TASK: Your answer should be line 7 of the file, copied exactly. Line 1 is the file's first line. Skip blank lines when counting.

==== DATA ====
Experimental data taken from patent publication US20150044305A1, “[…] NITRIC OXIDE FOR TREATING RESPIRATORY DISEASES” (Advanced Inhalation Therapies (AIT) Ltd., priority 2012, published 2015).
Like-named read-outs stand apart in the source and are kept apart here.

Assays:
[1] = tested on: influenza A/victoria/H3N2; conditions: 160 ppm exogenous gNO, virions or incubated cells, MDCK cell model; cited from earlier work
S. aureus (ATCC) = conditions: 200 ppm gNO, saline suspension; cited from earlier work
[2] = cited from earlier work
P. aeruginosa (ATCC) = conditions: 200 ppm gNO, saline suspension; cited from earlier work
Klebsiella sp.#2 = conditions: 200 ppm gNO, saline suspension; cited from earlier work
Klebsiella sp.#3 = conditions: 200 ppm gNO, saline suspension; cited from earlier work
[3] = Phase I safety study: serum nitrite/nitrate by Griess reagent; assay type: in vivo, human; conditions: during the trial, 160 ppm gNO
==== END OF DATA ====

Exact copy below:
P. aeruginosa (ATCC) = conditions: 200 ppm gNO, saline suspension; cited from earlier work